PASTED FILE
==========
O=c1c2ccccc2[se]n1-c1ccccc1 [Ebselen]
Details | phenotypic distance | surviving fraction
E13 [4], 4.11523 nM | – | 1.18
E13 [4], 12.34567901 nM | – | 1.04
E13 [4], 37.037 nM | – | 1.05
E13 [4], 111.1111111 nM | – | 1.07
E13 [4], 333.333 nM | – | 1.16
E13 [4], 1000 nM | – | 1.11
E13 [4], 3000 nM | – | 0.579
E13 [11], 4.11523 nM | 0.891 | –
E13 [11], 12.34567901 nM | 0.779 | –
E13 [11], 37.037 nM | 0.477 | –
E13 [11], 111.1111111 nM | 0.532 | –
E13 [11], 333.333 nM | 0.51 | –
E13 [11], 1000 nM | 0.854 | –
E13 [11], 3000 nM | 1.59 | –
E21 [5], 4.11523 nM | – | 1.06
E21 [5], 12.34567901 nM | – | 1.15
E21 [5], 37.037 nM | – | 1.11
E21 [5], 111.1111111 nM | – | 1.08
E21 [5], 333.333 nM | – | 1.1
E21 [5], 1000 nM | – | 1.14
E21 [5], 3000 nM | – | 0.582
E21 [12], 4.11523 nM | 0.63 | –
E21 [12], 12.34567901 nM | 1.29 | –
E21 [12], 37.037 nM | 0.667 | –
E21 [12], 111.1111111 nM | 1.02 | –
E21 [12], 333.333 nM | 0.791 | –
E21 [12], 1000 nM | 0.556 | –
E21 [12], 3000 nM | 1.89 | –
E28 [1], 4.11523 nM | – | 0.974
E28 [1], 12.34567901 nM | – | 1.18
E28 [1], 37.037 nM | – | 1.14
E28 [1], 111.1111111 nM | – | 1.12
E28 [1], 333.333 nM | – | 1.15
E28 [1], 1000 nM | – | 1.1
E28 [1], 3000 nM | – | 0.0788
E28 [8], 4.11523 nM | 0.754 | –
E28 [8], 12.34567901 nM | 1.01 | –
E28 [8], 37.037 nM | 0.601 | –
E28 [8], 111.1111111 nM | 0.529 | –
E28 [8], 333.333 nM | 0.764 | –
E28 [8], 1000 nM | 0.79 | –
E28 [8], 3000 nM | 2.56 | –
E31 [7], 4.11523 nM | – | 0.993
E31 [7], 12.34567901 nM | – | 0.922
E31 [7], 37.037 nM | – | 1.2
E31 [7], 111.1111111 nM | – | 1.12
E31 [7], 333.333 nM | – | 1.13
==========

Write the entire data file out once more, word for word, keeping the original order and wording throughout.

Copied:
O=c1c2ccccc2[se]n1-c1ccccc1 [Ebselen]
Details | phenotypic distance | surviving fraction
E13 [4], 4.11523 nM | – | 1.18
E13 [4], 12.34567901 nM | – | 1.04
E13 [4], 37.037 nM | – | 1.05
E13 [4], 111.1111111 nM | – | 1.07
E13 [4], 333.333 nM | – | 1.16
E13 [4], 1000 nM | – | 1.11
E13 [4], 3000 nM | – | 0.579
E13 [11], 4.11523 nM | 0.891 | –
E13 [11], 12.34567901 nM | 0.779 | –
E13 [11], 37.037 nM | 0.477 | –
E13 [11], 111.1111111 nM | 0.532 | –
E13 [11], 333.333 nM | 0.51 | –
E13 [11], 1000 nM | 0.854 | –
E13 [11], 3000 nM | 1.59 | –
E21 [5], 4.11523 nM | – | 1.06
E21 [5], 12.34567901 nM | – | 1.15
E21 [5], 37.037 nM | – | 1.11
E21 [5], 111.1111111 nM | – | 1.08
E21 [5], 333.333 nM | – | 1.1
E21 [5], 1000 nM | – | 1.14
E21 [5], 3000 nM | – | 0.582
E21 [12], 4.11523 nM | 0.63 | –
E21 [12], 12.34567901 nM | 1.29 | –
E21 [12], 37.037 nM | 0.667 | –
E21 [12], 111.1111111 nM | 1.02 | –
E21 [12], 333.333 nM | 0.791 | –
E21 [12], 1000 nM | 0.556 | –
E21 [12], 3000 nM | 1.89 | –
E28 [1], 4.11523 nM | – | 0.974
E28 [1], 12.34567901 nM | – | 1.18
E28 [1], 37.037 nM | – | 1.14
E28 [1], 111.1111111 nM | – | 1.12
E28 [1], 333.333 nM | – | 1.15
E28 [1], 1000 nM | – | 1.1
E28 [1], 3000 nM | – | 0.0788
E28 [8], 4.11523 nM | 0.754 | –
E28 [8], 12.34567901 nM | 1.01 | –
E28 [8], 37.037 nM | 0.601 | –
E28 [8], 111.1111111 nM | 0.529 | –
E28 [8], 333.333 nM | 0.764 | –
E28 [8], 1000 nM | 0.79 | –
E28 [8], 3000 nM | 2.56 | –
E31 [7], 4.11523 nM | – | 0.993
E31 [7], 12.34567901 nM | – | 0.922
E31 [7], 37.037 nM | – | 1.2
E31 [7], 111.1111111 nM | – | 1.12
E31 [7], 333.333 nM | – | 1.13